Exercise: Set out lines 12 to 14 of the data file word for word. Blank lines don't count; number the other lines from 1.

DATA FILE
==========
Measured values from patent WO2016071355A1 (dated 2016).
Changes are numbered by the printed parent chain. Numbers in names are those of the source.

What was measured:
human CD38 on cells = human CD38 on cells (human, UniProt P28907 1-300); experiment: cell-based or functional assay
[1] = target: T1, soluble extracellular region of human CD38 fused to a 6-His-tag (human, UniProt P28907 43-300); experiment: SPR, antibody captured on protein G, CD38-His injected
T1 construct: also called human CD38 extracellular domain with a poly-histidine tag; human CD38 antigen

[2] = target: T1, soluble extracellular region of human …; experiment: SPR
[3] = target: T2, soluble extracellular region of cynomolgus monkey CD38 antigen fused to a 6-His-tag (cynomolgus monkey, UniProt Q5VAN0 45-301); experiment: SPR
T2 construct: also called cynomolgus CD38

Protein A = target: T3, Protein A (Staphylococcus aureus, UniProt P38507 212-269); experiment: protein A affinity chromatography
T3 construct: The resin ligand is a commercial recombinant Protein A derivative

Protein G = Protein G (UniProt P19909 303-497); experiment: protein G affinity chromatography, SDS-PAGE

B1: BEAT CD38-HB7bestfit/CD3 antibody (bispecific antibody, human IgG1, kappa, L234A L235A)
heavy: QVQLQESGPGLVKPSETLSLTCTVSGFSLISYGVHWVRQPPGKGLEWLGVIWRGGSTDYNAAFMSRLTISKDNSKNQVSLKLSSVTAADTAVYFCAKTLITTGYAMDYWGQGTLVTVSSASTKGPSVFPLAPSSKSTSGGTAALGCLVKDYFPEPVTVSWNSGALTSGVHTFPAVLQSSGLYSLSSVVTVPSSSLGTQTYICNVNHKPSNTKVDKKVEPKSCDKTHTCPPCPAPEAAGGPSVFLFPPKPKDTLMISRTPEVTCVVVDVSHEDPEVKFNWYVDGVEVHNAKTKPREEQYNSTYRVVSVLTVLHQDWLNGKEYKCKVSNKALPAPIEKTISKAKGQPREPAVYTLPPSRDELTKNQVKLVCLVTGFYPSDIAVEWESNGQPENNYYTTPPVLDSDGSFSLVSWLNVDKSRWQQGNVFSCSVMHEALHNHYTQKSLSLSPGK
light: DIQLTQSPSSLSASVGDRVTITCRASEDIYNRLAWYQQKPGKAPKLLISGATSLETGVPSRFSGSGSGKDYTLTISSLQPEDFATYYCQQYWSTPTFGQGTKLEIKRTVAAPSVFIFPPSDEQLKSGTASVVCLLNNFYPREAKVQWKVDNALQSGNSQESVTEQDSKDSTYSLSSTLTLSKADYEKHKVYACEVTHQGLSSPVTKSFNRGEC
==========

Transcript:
Protein G = Protein G (UniProt P19909 303-497); experiment: protein G affinity chromatography, SDS-PAGE

B1: BEAT CD38-HB7bestfit/CD3 antibody (bispecific antibody, human IgG1, kappa, L234A L235A)
heavy: QVQLQESGPGLVKPSETLSLTCTVSGFSLISYGVHWVRQPPGKGLEWLGVIWRGGSTDYNAAFMSRLTISKDNSKNQVSLKLSSVTAADTAVYFCAKTLITTGYAMDYWGQGTLVTVSSASTKGPSVFPLAPSSKSTSGGTAALGCLVKDYFPEPVTVSWNSGALTSGVHTFPAVLQSSGLYSLSSVVTVPSSSLGTQTYICNVNHKPSNTKVDKKVEPKSCDKTHTCPPCPAPEAAGGPSVFLFPPKPKDTLMISRTPEVTCVVVDVSHEDPEVKFNWYVDGVEVHNAKTKPREEQYNSTYRVVSVLTVLHQDWLNGKEYKCKVSNKALPAPIEKTISKAKGQPREPAVYTLPPSRDELTKNQVKLVCLVTGFYPSDIAVEWESNGQPENNYYTTPPVLDSDGSFSLVSWLNVDKSRWQQGNVFSCSVMHEALHNHYTQKSLSLSPGK